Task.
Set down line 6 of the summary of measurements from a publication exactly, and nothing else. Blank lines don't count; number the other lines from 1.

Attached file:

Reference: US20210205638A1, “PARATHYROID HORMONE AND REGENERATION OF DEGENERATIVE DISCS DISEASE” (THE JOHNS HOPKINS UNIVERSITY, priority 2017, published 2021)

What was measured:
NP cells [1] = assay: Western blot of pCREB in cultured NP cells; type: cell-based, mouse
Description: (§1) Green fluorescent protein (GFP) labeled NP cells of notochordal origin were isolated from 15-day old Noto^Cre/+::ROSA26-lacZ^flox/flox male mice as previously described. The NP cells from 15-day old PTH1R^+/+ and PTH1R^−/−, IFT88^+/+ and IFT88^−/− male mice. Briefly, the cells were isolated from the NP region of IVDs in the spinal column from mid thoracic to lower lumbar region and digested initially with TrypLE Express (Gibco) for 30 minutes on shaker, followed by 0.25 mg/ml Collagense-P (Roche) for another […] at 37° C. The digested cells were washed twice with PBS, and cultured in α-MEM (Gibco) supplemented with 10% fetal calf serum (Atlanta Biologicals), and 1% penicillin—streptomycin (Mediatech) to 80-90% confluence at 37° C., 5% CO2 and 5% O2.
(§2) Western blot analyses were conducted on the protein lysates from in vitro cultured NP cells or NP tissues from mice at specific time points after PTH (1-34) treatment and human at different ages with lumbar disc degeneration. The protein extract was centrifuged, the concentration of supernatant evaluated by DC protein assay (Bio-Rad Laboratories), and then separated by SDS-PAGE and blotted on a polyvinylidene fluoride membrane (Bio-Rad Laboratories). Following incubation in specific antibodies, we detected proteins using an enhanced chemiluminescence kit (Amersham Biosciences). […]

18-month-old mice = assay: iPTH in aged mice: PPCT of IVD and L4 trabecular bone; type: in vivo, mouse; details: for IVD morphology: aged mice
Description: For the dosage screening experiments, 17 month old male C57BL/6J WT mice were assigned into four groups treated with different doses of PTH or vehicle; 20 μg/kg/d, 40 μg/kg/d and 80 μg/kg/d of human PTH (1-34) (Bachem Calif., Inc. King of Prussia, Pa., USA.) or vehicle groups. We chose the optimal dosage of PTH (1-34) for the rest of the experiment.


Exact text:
18-month-old mice = assay: iPTH in aged mice: PPCT of IVD and L4 trabecular bone; type: in vivo, mouse; details: for IVD morphology: aged mice